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Mental health focus of SCSA general meeting

President of SCSA says mental health is a major priority in the construction industry.

YORKTON–The Sask Construction Safety Association held it's annual general meeting at Yorkton's Gallagher Centre on March 27.

60 to 70 contract companies, tradespeople and union members from residential, industrial and commercial trades gathered at the Gallagher Centre's convention centre for a lunch and spoken word presentation from Brad Siroski.

Siroski—who grew up in small-town Saskatchewan and worked numerous construction jobs throughout his life—spoke in detail about his struggles with mental health and addiction.

"A recurring theme in Brad’s speaking is perseverance. He overcame many hurdles in his addictions and was once again tested when he received a cancer diagnosis in 2015. Brad faced this head on and is currently living cancer free. This experience gives Brad a unique perspective on how people are treated when struggling with addictions in comparison to struggling with a disease," detailed an excerpt from Siroski's bio on

Now, many years after addressing his addictions and mental health issues, Siroski works as a counsellor for the Sask. Health Authority and runs a private practice out of his home in Saskatoon.

"I'm just trying to get around and spread the word on mental health and try and make sure that everybody hears my stories and some positive supports," said Siroski in an interview with Yorkton This Week after his presentation at the AGM, adding, "I'm all over Saskatchewan with the public speaking and I've been lucky enough so far—between holiday time and a really understanding boss—that I've been able to keep doing what I love as well as keep my job in the Health Authority."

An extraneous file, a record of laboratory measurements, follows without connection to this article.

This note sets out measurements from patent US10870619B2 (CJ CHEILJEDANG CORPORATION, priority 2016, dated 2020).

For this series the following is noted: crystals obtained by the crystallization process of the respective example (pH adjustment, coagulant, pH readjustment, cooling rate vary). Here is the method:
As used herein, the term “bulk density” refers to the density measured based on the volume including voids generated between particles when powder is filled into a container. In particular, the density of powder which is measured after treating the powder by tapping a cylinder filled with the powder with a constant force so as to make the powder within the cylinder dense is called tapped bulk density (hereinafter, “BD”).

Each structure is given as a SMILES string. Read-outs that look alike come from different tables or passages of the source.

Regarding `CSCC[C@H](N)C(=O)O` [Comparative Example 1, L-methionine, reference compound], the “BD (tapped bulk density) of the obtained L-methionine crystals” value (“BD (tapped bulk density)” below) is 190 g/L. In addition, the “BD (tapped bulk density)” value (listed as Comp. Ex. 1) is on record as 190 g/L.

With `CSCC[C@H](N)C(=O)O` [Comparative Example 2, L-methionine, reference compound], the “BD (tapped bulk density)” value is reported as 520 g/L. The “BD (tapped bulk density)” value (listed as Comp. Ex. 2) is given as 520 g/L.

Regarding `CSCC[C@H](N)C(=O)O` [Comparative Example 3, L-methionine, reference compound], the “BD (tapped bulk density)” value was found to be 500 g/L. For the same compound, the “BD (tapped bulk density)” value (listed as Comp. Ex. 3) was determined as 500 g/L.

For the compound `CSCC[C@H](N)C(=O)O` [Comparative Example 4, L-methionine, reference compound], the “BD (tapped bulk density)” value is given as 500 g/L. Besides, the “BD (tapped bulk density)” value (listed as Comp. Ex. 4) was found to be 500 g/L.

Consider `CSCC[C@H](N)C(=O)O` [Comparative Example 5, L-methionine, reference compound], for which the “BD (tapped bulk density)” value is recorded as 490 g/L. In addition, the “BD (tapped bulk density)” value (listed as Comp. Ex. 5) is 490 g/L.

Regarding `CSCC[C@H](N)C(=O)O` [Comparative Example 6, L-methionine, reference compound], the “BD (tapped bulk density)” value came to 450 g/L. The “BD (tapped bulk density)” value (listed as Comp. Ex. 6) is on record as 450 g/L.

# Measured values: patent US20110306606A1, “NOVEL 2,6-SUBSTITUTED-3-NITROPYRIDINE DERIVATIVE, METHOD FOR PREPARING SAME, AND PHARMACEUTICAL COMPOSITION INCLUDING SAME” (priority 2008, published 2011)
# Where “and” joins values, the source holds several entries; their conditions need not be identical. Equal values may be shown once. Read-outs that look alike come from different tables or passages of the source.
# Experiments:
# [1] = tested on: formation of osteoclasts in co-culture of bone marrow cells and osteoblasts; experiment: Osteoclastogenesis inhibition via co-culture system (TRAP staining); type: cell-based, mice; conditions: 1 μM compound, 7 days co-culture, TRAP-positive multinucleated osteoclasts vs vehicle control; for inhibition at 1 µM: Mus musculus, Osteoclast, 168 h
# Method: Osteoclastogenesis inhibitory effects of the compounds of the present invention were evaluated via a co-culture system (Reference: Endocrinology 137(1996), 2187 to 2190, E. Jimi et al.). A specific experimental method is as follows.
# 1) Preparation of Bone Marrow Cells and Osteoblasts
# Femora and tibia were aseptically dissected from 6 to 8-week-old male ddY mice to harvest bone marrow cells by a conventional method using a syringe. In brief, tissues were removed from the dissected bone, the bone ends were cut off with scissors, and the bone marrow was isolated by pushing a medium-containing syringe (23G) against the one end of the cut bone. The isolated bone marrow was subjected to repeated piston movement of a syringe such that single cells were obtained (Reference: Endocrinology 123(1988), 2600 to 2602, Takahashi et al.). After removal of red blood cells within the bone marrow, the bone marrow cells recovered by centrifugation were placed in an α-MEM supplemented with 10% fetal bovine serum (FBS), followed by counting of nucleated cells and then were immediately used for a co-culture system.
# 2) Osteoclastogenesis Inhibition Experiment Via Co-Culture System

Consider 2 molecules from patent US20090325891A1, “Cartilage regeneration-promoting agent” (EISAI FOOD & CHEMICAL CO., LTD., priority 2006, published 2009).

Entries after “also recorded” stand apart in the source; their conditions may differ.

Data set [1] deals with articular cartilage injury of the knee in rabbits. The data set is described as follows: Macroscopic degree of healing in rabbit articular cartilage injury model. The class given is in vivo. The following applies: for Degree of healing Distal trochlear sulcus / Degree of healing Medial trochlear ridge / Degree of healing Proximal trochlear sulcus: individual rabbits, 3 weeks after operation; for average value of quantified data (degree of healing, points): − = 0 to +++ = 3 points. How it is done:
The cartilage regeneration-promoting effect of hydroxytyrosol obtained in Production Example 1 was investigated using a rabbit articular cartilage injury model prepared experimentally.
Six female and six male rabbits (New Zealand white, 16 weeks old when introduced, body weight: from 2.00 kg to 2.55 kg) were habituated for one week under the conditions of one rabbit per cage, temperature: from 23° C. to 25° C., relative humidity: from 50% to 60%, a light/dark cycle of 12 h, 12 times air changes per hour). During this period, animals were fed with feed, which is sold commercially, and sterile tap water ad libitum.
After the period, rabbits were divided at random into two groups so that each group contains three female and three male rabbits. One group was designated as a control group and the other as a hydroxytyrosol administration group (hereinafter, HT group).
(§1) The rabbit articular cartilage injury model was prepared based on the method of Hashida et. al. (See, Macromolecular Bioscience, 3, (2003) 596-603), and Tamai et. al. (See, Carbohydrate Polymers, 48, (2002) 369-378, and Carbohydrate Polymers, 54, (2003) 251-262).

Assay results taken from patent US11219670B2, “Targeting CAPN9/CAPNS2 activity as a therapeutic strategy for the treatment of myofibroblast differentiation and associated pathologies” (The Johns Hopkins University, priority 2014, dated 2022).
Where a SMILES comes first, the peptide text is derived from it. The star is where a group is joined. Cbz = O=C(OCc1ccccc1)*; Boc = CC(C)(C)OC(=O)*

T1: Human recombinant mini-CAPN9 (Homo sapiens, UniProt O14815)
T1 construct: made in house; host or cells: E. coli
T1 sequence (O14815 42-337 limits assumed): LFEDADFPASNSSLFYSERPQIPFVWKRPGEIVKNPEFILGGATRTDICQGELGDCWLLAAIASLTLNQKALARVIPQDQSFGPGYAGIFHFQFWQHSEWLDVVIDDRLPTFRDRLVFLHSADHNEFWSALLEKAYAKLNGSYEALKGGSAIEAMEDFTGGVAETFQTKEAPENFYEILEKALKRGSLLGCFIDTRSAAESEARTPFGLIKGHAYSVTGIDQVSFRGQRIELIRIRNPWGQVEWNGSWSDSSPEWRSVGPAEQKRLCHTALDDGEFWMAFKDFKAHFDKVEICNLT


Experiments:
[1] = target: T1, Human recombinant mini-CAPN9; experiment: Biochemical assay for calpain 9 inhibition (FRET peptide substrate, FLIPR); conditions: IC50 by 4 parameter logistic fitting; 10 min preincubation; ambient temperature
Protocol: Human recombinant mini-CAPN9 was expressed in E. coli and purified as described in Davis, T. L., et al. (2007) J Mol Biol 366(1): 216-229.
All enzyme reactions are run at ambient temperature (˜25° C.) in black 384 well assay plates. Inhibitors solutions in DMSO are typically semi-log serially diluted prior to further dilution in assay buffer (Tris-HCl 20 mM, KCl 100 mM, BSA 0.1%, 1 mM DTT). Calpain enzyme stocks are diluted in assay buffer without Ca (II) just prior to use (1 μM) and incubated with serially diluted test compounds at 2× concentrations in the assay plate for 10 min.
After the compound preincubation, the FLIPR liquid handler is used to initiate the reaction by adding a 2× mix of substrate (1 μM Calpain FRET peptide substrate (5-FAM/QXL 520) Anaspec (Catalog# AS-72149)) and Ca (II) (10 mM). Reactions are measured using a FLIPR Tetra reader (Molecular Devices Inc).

"Today we've got our Annual General Meeting which we're hosting here, but we're also hosting a great session that's focused on mental health which has been a major priority in the construction industry," said Collin Pullar, President of the Saskatchewan Construction Safety Association.

"Particularly talking to men—men as a whole have a much higher percentage in terms of suicide and substance abuses," said Pullar, adding, "it's particularly true in construction—a lot of factors go into that—sometimes it's the nature of the work; people start off having pain from a subsequent injury or being away from home, loss of connection—some of the uncertainties that can come with working in the construction industries ups and downs."

"Probably about 50 per cent of the clients I deal with work in some kind of labour profession," said Siroski, "whether it's construction or welding or plumbing or labor intensive jobs like that."

Siroski said he figures one in five people working in construction are going through some form of mental trauma or drug addiction.

"A lot of bosses don't know that because people are not willing to be vulnerable and not share and often they don't feel like they're going to be heard—they feel like they're going to be met with those closed doors that I spoke about," said Siroski, "I would say for sure if we looked at the work force, it's probably about one in five people, one of those people would be struggling with some sort of mental health or addictions issue."

"Those are sometimes factors that are an addition to other challenges that people have—so if they don't have a really great outlet to take care of themselves things can really tend to escalate—so that's one of the things that the industry is really concerned with," said Pullar.

"It's one thing to have that at an extreme level but it's just the same way if someone's going through a difficult time in their life they may not be paying attention to the task at hand," said Pullar, "if [workers are] doing a dangerous task—handling a tool, moving a piece of equipment—and aren't paying attention for a couple of moments, something pretty significant can happen to themselves or somebody around them."

"Our industry is fairly broad—everything from the residential to the commercial to the industrial construction sectors," said Pullar, adding, "[Construction] employs well over 40,000 people in the province."

"It's hard to be vulnerable—especially as a male—it's hard to go to your boss—who may also be a male—it's hard to go and say, 'I'm struggling', or to shed a tear or to admit that you have mental health issues," said Siroski, adding, "people need to be vulnerable, bosses need to have big hearts and big ears and listen—that's the whole thing for the work association for mental health in general."